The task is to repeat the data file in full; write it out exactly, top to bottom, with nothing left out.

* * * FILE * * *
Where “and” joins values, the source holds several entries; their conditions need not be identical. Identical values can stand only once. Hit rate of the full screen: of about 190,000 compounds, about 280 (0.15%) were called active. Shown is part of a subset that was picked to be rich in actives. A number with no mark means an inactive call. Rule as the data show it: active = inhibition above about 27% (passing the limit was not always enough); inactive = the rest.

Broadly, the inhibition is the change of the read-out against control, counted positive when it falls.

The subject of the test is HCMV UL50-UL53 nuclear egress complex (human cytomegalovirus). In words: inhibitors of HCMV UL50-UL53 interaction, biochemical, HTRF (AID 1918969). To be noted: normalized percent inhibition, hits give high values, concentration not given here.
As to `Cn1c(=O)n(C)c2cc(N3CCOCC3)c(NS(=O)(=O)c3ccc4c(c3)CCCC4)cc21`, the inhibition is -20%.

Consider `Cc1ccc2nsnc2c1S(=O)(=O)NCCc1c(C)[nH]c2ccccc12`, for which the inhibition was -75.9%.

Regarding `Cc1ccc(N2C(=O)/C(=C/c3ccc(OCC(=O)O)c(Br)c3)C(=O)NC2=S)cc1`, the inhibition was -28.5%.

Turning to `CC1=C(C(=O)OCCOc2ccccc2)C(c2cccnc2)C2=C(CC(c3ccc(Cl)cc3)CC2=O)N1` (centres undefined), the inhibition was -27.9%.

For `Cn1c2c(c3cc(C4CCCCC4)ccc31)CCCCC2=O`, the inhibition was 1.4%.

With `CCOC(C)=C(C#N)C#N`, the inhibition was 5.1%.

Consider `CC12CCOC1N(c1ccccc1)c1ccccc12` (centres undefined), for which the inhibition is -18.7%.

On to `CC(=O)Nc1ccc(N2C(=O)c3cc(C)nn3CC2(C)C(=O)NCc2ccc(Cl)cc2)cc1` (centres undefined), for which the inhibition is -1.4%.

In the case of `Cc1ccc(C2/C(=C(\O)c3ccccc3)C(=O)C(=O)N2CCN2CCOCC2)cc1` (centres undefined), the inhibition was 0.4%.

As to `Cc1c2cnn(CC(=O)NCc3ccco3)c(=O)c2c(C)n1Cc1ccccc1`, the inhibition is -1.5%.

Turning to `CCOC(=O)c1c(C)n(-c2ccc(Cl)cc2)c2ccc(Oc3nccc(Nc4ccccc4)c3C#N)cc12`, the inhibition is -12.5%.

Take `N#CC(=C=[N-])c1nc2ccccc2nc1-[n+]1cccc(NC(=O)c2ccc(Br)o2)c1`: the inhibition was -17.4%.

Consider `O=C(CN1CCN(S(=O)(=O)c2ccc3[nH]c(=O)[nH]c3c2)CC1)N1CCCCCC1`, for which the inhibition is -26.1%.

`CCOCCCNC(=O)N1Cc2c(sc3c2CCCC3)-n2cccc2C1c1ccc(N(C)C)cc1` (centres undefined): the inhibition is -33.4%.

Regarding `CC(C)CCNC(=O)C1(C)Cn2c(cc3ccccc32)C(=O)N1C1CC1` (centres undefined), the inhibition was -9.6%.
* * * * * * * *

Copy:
Where “and” joins values, the source holds several entries; their conditions need not be identical. Identical values can stand only once. Hit rate of the full screen: of about 190,000 compounds, about 280 (0.15%) were called active. Shown is part of a subset that was picked to be rich in actives. A number with no mark means an inactive call. Rule as the data show it: active = inhibition above about 27% (passing the limit was not always enough); inactive = the rest.

Broadly, the inhibition is the change of the read-out against control, counted positive when it falls.

The subject of the test is HCMV UL50-UL53 nuclear egress complex (human cytomegalovirus). In words: inhibitors of HCMV UL50-UL53 interaction, biochemical, HTRF (AID 1918969). To be noted: normalized percent inhibition, hits give high values, concentration not given here.
As to `Cn1c(=O)n(C)c2cc(N3CCOCC3)c(NS(=O)(=O)c3ccc4c(c3)CCCC4)cc21`, the inhibition is -20%.

Consider `Cc1ccc2nsnc2c1S(=O)(=O)NCCc1c(C)[nH]c2ccccc12`, for which the inhibition was -75.9%.

Regarding `Cc1ccc(N2C(=O)/C(=C/c3ccc(OCC(=O)O)c(Br)c3)C(=O)NC2=S)cc1`, the inhibition was -28.5%.

Turning to `CC1=C(C(=O)OCCOc2ccccc2)C(c2cccnc2)C2=C(CC(c3ccc(Cl)cc3)CC2=O)N1` (centres undefined), the inhibition was -27.9%.

For `Cn1c2c(c3cc(C4CCCCC4)ccc31)CCCCC2=O`, the inhibition was 1.4%.

With `CCOC(C)=C(C#N)C#N`, the inhibition was 5.1%.

Consider `CC12CCOC1N(c1ccccc1)c1ccccc12` (centres undefined), for which the inhibition is -18.7%.

On to `CC(=O)Nc1ccc(N2C(=O)c3cc(C)nn3CC2(C)C(=O)NCc2ccc(Cl)cc2)cc1` (centres undefined), for which the inhibition is -1.4%.

In the case of `Cc1ccc(C2/C(=C(\O)c3ccccc3)C(=O)C(=O)N2CCN2CCOCC2)cc1` (centres undefined), the inhibition was 0.4%.

As to `Cc1c2cnn(CC(=O)NCc3ccco3)c(=O)c2c(C)n1Cc1ccccc1`, the inhibition is -1.5%.

Turning to `CCOC(=O)c1c(C)n(-c2ccc(Cl)cc2)c2ccc(Oc3nccc(Nc4ccccc4)c3C#N)cc12`, the inhibition is -12.5%.

Take `N#CC(=C=[N-])c1nc2ccccc2nc1-[n+]1cccc(NC(=O)c2ccc(Br)o2)c1`: the inhibition was -17.4%.

Consider `O=C(CN1CCN(S(=O)(=O)c2ccc3[nH]c(=O)[nH]c3c2)CC1)N1CCCCCC1`, for which the inhibition is -26.1%.

`CCOCCCNC(=O)N1Cc2c(sc3c2CCCC3)-n2cccc2C1c1ccc(N(C)C)cc1` (centres undefined): the inhibition is -33.4%.

Regarding `CC(C)CCNC(=O)C1(C)Cn2c(cc3ccccc32)C(=O)N1C1CC1` (centres undefined), the inhibition was -9.6%.